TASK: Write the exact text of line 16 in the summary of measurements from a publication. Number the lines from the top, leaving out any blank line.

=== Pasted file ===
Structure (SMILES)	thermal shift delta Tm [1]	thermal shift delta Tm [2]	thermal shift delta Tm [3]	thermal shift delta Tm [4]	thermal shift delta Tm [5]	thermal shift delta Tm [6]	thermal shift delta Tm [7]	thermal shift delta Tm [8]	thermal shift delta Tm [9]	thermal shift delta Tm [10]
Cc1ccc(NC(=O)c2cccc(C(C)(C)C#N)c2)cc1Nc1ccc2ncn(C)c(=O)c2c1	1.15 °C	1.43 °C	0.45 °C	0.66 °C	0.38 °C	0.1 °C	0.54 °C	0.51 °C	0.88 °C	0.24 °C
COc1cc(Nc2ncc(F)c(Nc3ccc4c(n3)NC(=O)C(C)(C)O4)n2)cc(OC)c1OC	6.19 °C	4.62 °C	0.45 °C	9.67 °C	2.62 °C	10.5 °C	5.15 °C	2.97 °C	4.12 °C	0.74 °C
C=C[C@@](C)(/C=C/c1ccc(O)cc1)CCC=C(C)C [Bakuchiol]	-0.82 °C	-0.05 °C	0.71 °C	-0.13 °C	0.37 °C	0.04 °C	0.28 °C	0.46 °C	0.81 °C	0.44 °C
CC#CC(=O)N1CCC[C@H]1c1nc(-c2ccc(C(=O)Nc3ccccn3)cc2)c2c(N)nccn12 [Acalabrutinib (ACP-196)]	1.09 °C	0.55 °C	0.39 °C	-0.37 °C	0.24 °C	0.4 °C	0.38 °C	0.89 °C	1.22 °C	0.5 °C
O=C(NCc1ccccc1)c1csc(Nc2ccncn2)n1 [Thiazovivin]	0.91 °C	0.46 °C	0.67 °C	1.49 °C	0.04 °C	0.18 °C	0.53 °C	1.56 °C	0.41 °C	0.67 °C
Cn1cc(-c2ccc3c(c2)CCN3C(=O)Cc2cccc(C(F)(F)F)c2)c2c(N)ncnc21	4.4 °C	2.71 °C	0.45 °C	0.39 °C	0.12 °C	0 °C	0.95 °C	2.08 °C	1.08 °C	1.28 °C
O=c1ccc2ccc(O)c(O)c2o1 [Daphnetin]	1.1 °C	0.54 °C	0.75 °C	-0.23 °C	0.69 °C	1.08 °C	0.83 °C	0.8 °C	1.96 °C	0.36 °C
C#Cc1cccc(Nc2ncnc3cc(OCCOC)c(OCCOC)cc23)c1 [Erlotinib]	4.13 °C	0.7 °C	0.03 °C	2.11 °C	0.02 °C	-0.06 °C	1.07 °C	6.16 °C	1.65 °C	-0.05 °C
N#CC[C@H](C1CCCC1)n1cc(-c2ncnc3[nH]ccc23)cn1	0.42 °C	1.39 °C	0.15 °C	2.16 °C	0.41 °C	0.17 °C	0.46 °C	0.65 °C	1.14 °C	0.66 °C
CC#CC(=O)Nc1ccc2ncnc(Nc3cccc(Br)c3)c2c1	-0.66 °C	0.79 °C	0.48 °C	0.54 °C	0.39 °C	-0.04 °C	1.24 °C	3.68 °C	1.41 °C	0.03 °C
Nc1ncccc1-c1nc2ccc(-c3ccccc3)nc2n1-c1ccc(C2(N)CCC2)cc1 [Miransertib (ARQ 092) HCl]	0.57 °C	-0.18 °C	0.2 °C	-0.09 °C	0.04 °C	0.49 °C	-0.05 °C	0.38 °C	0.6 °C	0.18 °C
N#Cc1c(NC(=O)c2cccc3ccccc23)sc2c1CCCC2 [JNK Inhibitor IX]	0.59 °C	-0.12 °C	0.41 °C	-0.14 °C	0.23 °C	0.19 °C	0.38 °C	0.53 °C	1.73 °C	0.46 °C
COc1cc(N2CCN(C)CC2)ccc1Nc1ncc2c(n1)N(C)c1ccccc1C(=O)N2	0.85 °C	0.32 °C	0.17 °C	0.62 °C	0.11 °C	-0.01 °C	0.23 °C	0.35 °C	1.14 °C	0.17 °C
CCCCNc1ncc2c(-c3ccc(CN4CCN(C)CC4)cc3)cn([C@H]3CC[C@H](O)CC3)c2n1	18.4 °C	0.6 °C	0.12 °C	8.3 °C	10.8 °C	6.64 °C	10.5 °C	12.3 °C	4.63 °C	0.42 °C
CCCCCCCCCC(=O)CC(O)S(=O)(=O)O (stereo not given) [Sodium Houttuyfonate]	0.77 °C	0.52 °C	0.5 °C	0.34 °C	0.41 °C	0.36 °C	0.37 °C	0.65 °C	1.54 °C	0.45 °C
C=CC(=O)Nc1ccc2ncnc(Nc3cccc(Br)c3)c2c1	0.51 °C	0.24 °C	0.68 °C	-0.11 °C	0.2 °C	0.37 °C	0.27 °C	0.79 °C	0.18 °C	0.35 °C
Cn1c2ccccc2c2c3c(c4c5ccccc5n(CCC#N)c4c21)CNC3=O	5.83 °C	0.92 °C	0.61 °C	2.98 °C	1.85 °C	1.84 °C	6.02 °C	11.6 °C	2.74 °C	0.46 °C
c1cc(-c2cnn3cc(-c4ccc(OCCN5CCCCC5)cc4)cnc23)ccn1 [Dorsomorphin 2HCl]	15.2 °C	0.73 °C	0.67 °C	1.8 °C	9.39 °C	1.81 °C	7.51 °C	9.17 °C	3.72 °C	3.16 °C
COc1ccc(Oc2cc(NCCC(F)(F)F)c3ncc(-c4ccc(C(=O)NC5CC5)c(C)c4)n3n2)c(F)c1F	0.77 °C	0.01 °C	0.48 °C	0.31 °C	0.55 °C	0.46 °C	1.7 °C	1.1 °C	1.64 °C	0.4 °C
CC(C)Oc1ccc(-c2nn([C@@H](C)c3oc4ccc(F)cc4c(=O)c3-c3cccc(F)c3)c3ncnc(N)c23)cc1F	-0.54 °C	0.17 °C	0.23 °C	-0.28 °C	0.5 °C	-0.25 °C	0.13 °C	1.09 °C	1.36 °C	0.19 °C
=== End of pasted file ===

CCCCCCCCCC(=O)CC(O)S(=O)(=O)O (stereo not given) [Sodium Houttuyfonate]	0.77 °C	0.52 °C	0.5 °C	0.34 °C	0.41 °C	0.36 °C	0.37 °C	0.65 °C	1.54 °C	0.45 °C